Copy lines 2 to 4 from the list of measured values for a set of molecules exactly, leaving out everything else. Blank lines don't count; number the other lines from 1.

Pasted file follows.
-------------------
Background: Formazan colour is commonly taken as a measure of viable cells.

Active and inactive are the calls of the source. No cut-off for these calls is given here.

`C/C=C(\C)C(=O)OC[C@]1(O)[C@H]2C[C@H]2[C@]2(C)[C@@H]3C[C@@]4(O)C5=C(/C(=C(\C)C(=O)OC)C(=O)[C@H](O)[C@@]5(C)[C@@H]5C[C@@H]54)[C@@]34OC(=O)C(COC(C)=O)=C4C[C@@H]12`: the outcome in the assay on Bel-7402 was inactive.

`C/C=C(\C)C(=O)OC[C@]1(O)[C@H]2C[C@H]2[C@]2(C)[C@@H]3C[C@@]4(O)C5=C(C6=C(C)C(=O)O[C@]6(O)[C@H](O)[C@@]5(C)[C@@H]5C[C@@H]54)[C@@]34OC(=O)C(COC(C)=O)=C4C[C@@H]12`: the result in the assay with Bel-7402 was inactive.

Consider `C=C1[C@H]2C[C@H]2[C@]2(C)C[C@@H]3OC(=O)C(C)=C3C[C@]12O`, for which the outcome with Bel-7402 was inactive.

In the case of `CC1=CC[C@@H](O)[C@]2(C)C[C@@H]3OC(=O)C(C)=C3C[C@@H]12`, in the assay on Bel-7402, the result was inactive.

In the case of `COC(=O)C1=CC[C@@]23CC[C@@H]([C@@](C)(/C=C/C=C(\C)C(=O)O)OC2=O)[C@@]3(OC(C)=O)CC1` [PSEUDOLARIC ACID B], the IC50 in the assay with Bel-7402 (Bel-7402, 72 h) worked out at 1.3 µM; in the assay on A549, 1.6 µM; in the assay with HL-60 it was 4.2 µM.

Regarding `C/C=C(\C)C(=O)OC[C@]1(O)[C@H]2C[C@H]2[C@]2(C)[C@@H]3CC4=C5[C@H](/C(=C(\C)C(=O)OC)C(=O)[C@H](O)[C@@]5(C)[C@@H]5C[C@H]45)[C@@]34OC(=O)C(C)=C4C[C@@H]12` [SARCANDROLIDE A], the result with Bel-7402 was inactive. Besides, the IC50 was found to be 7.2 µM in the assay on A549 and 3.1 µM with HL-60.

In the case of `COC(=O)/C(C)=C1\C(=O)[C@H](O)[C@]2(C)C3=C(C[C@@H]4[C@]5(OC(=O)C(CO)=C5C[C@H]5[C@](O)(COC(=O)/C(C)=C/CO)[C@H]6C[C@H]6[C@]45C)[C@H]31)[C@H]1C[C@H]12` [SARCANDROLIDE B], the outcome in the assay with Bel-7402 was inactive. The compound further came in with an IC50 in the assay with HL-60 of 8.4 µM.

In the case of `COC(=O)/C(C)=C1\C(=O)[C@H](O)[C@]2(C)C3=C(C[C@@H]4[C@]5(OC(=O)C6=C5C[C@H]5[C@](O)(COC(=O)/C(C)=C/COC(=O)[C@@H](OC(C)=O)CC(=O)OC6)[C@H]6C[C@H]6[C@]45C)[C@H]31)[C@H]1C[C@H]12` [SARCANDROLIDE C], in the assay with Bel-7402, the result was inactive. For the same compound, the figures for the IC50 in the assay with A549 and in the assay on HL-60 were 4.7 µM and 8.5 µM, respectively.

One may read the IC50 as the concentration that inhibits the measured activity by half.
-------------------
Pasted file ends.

Active and inactive are the calls of the source. No cut-off for these calls is given here.

`C/C=C(\C)C(=O)OC[C@]1(O)[C@H]2C[C@H]2[C@]2(C)[C@@H]3C[C@@]4(O)C5=C(/C(=C(\C)C(=O)OC)C(=O)[C@H](O)[C@@]5(C)[C@@H]5C[C@@H]54)[C@@]34OC(=O)C(COC(C)=O)=C4C[C@@H]12`: the outcome in the assay on Bel-7402 was inactive.

`C/C=C(\C)C(=O)OC[C@]1(O)[C@H]2C[C@H]2[C@]2(C)[C@@H]3C[C@@]4(O)C5=C(C6=C(C)C(=O)O[C@]6(O)[C@H](O)[C@@]5(C)[C@@H]5C[C@@H]54)[C@@]34OC(=O)C(COC(C)=O)=C4C[C@@H]12`: the result in the assay with Bel-7402 was inactive.